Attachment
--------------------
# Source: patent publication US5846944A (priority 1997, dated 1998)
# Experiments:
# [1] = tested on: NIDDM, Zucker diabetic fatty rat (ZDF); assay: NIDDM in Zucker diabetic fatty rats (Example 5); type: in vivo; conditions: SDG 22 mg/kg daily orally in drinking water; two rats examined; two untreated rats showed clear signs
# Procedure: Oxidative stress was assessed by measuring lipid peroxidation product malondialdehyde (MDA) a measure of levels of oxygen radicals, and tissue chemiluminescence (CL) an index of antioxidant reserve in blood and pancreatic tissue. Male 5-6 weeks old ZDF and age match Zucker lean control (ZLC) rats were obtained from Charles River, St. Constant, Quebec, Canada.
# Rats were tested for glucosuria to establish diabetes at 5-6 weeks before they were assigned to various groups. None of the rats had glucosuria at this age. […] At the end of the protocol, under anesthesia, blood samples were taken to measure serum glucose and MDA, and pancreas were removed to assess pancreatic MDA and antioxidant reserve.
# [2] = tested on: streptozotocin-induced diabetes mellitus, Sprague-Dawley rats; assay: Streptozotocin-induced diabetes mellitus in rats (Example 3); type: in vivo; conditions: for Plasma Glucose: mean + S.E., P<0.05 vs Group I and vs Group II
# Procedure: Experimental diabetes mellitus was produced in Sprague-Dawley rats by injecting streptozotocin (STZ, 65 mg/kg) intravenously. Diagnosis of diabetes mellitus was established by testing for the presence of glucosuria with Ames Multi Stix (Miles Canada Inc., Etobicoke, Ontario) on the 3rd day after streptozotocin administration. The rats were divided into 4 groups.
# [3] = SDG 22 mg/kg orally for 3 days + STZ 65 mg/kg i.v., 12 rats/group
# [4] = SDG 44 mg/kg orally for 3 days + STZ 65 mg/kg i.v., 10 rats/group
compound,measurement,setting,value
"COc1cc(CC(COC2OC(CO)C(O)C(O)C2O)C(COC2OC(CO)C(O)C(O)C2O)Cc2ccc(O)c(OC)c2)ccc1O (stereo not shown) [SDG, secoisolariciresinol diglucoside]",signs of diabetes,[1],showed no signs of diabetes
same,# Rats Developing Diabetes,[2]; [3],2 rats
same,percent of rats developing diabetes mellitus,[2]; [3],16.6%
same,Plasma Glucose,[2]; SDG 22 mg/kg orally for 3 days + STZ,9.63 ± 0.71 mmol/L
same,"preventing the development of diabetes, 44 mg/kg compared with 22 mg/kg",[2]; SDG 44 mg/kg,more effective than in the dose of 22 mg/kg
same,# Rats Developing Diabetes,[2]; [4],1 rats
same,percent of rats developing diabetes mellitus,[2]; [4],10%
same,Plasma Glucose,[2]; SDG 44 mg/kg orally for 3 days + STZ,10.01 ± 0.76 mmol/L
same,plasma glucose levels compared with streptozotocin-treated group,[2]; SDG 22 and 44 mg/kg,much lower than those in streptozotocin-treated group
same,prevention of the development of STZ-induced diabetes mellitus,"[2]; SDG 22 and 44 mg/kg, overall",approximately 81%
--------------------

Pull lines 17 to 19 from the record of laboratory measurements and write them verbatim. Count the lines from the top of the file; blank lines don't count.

same,percent of rats developing diabetes mellitus,[2]; [4],10%
same,Plasma Glucose,[2]; SDG 44 mg/kg orally for 3 days + STZ,10.01 ± 0.76 mmol/L
same,plasma glucose levels compared with streptozotocin-treated group,[2]; SDG 22 and 44 mg/kg,much lower than those in streptozotocin-treated group